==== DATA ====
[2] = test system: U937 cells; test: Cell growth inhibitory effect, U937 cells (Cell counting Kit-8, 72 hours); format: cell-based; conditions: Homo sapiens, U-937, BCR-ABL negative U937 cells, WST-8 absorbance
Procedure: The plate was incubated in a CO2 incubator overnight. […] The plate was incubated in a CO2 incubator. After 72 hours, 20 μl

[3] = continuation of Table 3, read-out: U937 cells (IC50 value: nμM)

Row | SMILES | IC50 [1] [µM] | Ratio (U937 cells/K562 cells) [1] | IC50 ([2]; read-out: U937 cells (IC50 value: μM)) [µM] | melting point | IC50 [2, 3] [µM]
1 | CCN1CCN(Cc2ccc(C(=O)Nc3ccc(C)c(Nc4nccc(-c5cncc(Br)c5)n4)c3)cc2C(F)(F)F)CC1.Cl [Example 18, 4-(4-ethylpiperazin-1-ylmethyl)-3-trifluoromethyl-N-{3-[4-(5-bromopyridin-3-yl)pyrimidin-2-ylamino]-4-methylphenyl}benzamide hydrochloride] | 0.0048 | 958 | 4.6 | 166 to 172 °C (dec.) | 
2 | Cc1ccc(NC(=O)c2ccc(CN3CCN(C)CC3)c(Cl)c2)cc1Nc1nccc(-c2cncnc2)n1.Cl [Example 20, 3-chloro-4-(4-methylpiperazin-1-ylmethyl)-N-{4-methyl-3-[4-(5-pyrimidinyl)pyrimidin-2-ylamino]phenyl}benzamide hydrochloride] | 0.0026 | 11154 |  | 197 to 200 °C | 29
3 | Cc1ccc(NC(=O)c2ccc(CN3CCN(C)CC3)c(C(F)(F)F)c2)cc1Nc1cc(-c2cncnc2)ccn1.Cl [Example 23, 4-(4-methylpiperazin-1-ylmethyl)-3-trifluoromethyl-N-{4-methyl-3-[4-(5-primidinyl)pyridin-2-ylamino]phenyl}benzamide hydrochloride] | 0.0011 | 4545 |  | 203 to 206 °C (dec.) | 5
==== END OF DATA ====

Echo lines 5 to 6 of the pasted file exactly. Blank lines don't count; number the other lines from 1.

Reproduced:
1 | CCN1CCN(Cc2ccc(C(=O)Nc3ccc(C)c(Nc4nccc(-c5cncc(Br)c5)n4)c3)cc2C(F)(F)F)CC1.Cl [Example 18, 4-(4-ethylpiperazin-1-ylmethyl)-3-trifluoromethyl-N-{3-[4-(5-bromopyridin-3-yl)pyrimidin-2-ylamino]-4-methylphenyl}benzamide hydrochloride] | 0.0048 | 958 | 4.6 | 166 to 172 °C (dec.) | 
2 | Cc1ccc(NC(=O)c2ccc(CN3CCN(C)CC3)c(Cl)c2)cc1Nc1nccc(-c2cncnc2)n1.Cl [Example 20, 3-chloro-4-(4-methylpiperazin-1-ylmethyl)-N-{4-methyl-3-[4-(5-pyrimidinyl)pyrimidin-2-ylamino]phenyl}benzamide hydrochloride] | 0.0026 | 11154 |  | 197 to 200 °C | 29